Optimistic ornithologists would have us believe that gulls are just another therapod that got lucky. But all along they managed to secure a prominent presence in human history. In Greek mythology, seagulls were incarnations of the goddess Leukothea, ‘the white goddess’, while Icarus made his wings from gull feathers- and we know how that ended.

A hovering almost motionless gull resembles a cross, so their presence has taken its place in Christian mythology. St. Kenneth was raised by gulls after being found floating off the coast of Wales as a baby in about 550AD – they carried the saint to their breeding colony and built him a feather bed.

Sailors’ superstitions about gulls are common around the world, such beliefs being based in the inherent risks of seagoing – still amongst the most dangerous jobs. Mariners have always observed seabirds for subtle changes in weather or closeness to land and this relationship has led to a variety of beliefs. For example: gulls were seen as the souls of those drowned at sea; three gulls flying overhead together are an omen of death; to kill a gull brings bad luck; fishermen should always free a gull caught in nets immediately; a gull hovering outside a sailor’s window when he is away is a sign that he is in danger.

And over in the US the Church of Jesus Christ of Latter-day Saints, often known as the Mormons, have a statue memorializing the 848 tale of white seagulls gobbling down swarms of black crickets to save the Mormon pioneers from starving in the Salt Lake Valley. The Mormons then came to view the gull’s actions as divine intervention, and in 1955 the California Gull was named Utah’s state bird.

We have certainly seen an attempt at the rehabilitation of the gull. Richard Bach’s book ‘Jonathan Livingston Seagull’ is a modern cultural legend that reinforces that essence of freedom the seagull is known for. Also, gull sympathisers associate them with human qualities such as: family; freedom; adaptation; intelligence; opportunism; resourcefulness; and communication. Their tendency to pick over wastelands of trash we’ve left behind has further become a symbol of recycling in our environmentally-aware age.

At one time, it was assumed that gulls were foolish. There was supposedly a connection to English words like gullible- that they would swallow anything. Now we know the word has another origin, so maybe that’s what they want us to believe as they draw their plans against us…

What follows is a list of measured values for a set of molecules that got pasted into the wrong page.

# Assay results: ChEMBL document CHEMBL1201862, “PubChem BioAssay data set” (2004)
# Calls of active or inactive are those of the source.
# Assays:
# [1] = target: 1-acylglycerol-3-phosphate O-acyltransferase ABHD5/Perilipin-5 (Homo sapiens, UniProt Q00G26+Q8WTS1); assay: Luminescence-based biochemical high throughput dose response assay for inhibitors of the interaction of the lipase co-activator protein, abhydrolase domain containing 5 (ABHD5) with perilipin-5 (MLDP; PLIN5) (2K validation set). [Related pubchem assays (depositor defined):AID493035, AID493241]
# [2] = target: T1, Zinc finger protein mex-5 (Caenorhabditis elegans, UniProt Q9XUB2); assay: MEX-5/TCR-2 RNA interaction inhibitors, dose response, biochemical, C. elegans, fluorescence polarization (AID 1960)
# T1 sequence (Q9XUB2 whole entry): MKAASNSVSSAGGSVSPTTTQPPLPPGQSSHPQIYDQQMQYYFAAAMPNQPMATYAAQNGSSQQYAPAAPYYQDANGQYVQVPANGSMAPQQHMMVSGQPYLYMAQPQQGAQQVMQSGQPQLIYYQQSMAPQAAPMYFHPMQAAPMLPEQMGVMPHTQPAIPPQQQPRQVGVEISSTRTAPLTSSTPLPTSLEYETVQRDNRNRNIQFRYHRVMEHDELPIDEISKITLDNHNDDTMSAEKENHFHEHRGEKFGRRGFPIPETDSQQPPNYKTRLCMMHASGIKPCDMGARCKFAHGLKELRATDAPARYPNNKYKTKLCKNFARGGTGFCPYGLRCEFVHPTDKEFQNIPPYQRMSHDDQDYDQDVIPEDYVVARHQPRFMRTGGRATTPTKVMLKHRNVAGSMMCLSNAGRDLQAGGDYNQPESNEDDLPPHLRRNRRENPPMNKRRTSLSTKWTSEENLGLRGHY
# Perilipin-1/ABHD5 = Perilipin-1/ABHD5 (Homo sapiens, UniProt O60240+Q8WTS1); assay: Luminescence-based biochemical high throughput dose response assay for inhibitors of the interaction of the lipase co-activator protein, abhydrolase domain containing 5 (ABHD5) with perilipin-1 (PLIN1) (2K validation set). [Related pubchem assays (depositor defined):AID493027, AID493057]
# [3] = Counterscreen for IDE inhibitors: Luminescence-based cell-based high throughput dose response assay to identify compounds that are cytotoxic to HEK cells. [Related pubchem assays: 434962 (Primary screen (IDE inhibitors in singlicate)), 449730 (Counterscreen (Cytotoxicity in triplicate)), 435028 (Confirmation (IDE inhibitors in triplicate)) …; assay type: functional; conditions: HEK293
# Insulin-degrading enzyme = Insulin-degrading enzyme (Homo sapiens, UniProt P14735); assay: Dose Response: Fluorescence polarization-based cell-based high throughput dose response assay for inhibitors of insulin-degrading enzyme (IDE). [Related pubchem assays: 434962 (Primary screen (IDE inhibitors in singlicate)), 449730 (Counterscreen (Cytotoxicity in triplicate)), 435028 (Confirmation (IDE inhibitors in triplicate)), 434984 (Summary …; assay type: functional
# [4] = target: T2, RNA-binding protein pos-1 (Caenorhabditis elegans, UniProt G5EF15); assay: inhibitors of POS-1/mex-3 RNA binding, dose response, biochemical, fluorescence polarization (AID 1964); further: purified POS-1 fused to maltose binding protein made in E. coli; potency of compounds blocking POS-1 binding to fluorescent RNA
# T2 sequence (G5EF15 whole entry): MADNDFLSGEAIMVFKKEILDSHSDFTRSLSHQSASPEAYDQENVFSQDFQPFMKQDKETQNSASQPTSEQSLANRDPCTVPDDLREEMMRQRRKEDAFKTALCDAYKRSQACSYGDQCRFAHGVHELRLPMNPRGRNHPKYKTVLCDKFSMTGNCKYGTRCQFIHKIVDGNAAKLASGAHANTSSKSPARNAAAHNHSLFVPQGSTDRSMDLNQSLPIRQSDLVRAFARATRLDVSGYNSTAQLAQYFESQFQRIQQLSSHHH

And it may have been the gulls themselves who put out the long-held belief that if you feed them an indigestion tablet, they will violently explode. The theory is that seagulls are unable to pass wind, and the indigestion remedy therefore causes a build-up of gas in the seagull’s stomach. It isn’t true – gulls regurgitate their food, and could easily evict anything they don’t find digestible. Though perhaps they secretly yearn for Alka-Seltzer and we’ve been set up once again.

So it shouldn’t be a surprise to find that gulls prefer to eat food touched by humans. We we’re just their terrestrial food tasters all along. When they finally do take over we will recognise what our ancestors knew all along and were trying to warn us about in that 1893 Torquay Arms… keep watching the skies.

(* This isn’t to be taken entirely seriously. I do actually like the diminutive seaside Satans)

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(Author)

Kevin Dixon went to Audley Park – now Torquay Academy – and South Devon College when it was at Torre. After studying at Birmingham City University, he returned home because there’s nowhere else quite like Torquay. He then became involved in community and adult education, completed a PhD, and started writing about the weird and unknown side of town. He now Chairs Healthwatch Torbay and is involved in health and social care in the Bay.